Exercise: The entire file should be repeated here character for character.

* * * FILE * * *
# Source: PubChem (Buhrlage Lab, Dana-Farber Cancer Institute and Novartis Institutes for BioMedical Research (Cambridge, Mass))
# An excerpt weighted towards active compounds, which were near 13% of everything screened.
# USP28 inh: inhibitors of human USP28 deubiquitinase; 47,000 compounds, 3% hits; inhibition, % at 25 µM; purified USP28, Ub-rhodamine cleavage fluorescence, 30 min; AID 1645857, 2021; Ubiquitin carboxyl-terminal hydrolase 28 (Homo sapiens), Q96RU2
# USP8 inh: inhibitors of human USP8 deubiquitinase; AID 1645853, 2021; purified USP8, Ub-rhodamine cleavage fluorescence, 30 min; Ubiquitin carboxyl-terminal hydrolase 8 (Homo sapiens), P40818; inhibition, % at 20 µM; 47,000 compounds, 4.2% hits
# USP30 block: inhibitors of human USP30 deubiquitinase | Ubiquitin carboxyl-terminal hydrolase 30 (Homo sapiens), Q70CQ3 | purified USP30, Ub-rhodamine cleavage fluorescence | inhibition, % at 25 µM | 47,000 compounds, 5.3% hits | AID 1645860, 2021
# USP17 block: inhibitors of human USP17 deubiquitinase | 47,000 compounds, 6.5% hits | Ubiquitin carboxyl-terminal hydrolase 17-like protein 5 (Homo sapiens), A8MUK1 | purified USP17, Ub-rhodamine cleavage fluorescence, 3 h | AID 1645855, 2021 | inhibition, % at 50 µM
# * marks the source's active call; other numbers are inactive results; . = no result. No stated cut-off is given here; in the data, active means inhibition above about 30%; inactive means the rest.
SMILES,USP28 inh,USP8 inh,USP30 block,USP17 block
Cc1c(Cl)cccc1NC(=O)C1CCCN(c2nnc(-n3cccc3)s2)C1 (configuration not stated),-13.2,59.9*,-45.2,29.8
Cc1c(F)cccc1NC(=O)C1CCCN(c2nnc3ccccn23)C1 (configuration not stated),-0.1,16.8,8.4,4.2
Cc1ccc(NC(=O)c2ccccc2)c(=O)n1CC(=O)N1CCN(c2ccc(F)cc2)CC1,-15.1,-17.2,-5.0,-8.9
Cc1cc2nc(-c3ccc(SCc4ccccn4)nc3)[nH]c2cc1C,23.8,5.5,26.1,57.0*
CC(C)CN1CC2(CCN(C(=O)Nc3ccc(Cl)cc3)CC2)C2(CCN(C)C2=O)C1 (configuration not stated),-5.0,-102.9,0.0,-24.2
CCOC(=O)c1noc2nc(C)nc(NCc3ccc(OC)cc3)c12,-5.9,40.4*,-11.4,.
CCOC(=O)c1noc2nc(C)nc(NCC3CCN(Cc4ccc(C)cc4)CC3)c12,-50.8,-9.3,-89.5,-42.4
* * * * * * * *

# Source: PubChem (Buhrlage Lab, Dana-Farber Cancer Institute and Novartis Institutes for BioMedical Research (Cambridge, Mass))
# An excerpt weighted towards active compounds, which were near 13% of everything screened.
# USP28 inh: inhibitors of human USP28 deubiquitinase; 47,000 compounds, 3% hits; inhibition, % at 25 µM; purified USP28, Ub-rhodamine cleavage fluorescence, 30 min; AID 1645857, 2021; Ubiquitin carboxyl-terminal hydrolase 28 (Homo sapiens), Q96RU2
# USP8 inh: inhibitors of human USP8 deubiquitinase; AID 1645853, 2021; purified USP8, Ub-rhodamine cleavage fluorescence, 30 min; Ubiquitin carboxyl-terminal hydrolase 8 (Homo sapiens), P40818; inhibition, % at 20 µM; 47,000 compounds, 4.2% hits
# USP30 block: inhibitors of human USP30 deubiquitinase | Ubiquitin carboxyl-terminal hydrolase 30 (Homo sapiens), Q70CQ3 | purified USP30, Ub-rhodamine cleavage fluorescence | inhibition, % at 25 µM | 47,000 compounds, 5.3% hits | AID 1645860, 2021
# USP17 block: inhibitors of human USP17 deubiquitinase | 47,000 compounds, 6.5% hits | Ubiquitin carboxyl-terminal hydrolase 17-like protein 5 (Homo sapiens), A8MUK1 | purified USP17, Ub-rhodamine cleavage fluorescence, 3 h | AID 1645855, 2021 | inhibition, % at 50 µM
# * marks the source's active call; other numbers are inactive results; . = no result. No stated cut-off is given here; in the data, active means inhibition above about 30%; inactive means the rest.
SMILES,USP28 inh,USP8 inh,USP30 block,USP17 block
Cc1c(Cl)cccc1NC(=O)C1CCCN(c2nnc(-n3cccc3)s2)C1 (configuration not stated),-13.2,59.9*,-45.2,29.8
Cc1c(F)cccc1NC(=O)C1CCCN(c2nnc3ccccn23)C1 (configuration not stated),-0.1,16.8,8.4,4.2
Cc1ccc(NC(=O)c2ccccc2)c(=O)n1CC(=O)N1CCN(c2ccc(F)cc2)CC1,-15.1,-17.2,-5.0,-8.9
Cc1cc2nc(-c3ccc(SCc4ccccn4)nc3)[nH]c2cc1C,23.8,5.5,26.1,57.0*
CC(C)CN1CC2(CCN(C(=O)Nc3ccc(Cl)cc3)CC2)C2(CCN(C)C2=O)C1 (configuration not stated),-5.0,-102.9,0.0,-24.2
CCOC(=O)c1noc2nc(C)nc(NCc3ccc(OC)cc3)c12,-5.9,40.4*,-11.4,.
CCOC(=O)c1noc2nc(C)nc(NCC3CCN(Cc4ccc(C)cc4)CC3)c12,-50.8,-9.3,-89.5,-42.4